Under rising greenhouse gases concentrations, the Arctic troposphere is warming faster than anywhere else in the extratropics. This phenomenon, known as ‘Arctic amplification’, is observable in the whole atmospheric column and is more pronounced near the surface. Near-surface Arctic warming has been attributed to reduced sea ice cover and increased ocean heat transports. Midtropospheric Arctic warming, on the other hand, has been linked to intensified atmospheric heat transport driven by midlatitude surface warming. The mechanisms by which the atmospheric dynamic amplifies the midlatitude surface warming and transports it into the Arctic have surprisingly received little attention, especially since projected twenty-first century Arctic midtropospheric warming from coupled atmosphere-ocean simulations tend vary widely across models.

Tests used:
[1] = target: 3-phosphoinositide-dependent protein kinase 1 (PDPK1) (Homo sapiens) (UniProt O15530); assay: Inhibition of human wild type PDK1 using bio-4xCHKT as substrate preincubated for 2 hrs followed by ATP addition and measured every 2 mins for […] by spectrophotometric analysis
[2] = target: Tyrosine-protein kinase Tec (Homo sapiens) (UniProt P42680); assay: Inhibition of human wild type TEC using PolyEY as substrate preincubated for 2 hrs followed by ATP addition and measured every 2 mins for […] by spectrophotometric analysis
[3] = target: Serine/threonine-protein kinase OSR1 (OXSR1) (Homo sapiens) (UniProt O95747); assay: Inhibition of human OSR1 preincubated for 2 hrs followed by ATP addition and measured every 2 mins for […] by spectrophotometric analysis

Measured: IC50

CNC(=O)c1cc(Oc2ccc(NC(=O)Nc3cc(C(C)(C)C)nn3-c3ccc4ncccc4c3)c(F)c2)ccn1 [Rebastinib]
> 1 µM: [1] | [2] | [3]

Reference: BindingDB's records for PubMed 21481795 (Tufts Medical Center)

In this presentation, I show that the spread in Arctic midtropospheric warming among models can be explained by a simple conceptual model of atmospheric dynamics. I apply this simple conceptual model to the Representative Concentration Pathway 4.5 (RCP4.5) scenario of the Coupled Model Intercomparison Project phase 5 (CMIP5) and briefly discuss how it applies to reanalyses.